# in Ruby
    favorite_langs_joe = Set.new ["Clojure", "Ruby"]


    favorite_langs_bob = favorite_langs_joe


    favorite_langs_joe << "Elixir"

    favorite_langs_joe 

    #
    favorite_langs_bob 

    #

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  78. @anildigital
    Clojure STM
    Immutable data
    New values are functions of old values
    An identity’s state at any point in time is an immutable value
    Values can always be observed and new values calculated from old values without coordination
    Values will never change “in hand”
    Values can be safely shared between threads
    83

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  79. @anildigital
    Clojure STM - Atomic references
    Atomic references to values
    Defines mutable data structures which are concurrency aware
    Models Identity by way of references to immutable data
    Dereferencing a reference type gives you its (immutable) value
    Changes to an identity’s state are controlled / coordinated by the system
    84

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  80. @anildigital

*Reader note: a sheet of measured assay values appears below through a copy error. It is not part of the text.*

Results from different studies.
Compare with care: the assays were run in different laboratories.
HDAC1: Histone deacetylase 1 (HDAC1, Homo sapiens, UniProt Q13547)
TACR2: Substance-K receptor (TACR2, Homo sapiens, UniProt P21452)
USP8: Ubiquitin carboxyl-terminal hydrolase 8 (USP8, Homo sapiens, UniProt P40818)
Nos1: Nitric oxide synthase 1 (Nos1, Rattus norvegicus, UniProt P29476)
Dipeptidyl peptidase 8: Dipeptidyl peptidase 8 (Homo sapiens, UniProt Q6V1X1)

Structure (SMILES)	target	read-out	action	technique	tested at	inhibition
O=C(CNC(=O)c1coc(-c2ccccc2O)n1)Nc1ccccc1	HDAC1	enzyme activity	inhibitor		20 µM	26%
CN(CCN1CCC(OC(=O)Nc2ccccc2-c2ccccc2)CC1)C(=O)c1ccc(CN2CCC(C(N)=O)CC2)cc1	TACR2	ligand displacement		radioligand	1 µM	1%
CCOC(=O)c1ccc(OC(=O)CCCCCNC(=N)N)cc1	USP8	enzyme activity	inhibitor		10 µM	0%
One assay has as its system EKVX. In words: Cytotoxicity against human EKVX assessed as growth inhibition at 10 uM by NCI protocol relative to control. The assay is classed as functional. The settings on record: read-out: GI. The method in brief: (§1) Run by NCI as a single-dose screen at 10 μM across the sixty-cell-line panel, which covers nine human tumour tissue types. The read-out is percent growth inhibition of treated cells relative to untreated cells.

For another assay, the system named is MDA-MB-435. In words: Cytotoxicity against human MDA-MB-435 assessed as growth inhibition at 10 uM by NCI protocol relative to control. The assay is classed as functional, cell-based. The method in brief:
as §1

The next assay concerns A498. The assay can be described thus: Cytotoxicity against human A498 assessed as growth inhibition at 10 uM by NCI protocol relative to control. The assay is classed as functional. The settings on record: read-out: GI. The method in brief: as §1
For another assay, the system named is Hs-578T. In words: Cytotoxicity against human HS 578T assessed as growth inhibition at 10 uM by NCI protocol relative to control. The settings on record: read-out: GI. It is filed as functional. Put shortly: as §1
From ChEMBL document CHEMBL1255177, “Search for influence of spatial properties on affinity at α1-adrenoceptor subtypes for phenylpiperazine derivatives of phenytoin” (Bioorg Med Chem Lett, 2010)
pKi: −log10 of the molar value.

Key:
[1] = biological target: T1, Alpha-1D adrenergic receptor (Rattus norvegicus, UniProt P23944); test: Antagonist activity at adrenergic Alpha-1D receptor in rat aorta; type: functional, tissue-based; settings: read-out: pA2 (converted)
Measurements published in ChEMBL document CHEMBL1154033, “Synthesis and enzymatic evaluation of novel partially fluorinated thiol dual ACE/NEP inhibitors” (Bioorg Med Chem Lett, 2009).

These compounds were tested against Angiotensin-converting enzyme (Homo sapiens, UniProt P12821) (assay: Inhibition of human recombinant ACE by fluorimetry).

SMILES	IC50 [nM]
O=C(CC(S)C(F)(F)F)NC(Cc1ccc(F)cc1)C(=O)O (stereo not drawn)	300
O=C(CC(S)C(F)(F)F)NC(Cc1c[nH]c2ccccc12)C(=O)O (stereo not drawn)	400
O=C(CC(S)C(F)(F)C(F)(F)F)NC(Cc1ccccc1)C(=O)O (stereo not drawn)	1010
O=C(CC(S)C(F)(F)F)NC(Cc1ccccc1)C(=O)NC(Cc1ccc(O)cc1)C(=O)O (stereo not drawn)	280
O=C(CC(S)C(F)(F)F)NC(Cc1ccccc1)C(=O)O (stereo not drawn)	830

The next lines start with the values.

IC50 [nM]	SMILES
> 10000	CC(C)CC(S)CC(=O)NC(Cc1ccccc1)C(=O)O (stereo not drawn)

Clojure STM - Atomic references
    These mutable variables are in concert with Clojure’s persistent data structures to separate identify
    from state.
    Allowing accessing mutable variables from multiple threads without dangers of deadlock or race
    conditions
    In all cases the program will see stable views of the values in the world
    85

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  81. @anildigital
    Clojure STM
    86
    Model Usage Functions
    Atoms
    Synchronised, Independent
    updates
    pure
    Refs
    Synchronised, Coordinated
    updates
    pure
    Agents
    Asynchronous, Independent
    updates
    any
    Vars Thread-local updates any
    Clojure Reference Containers

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  82. @anildigital
    Clojure STM
    87
    Refs Atoms
    Agents
    coordinated independent
    synchronous
    asynchronous

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  83. @anildigital
    Clojure Reference Types
    Isolate the state and constraint the ways in which that state can be changed.
    Clojure STM
    88
    Value
    Value
    Reference Type
    λ
    deref

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  84. @anildigital
    Clojure STM - Atom
    atomic variables very similar to java.util.concurrent Atomic Variables
    Persistent data structures separate identity from state.
    89
    (def my-atom (atom 42))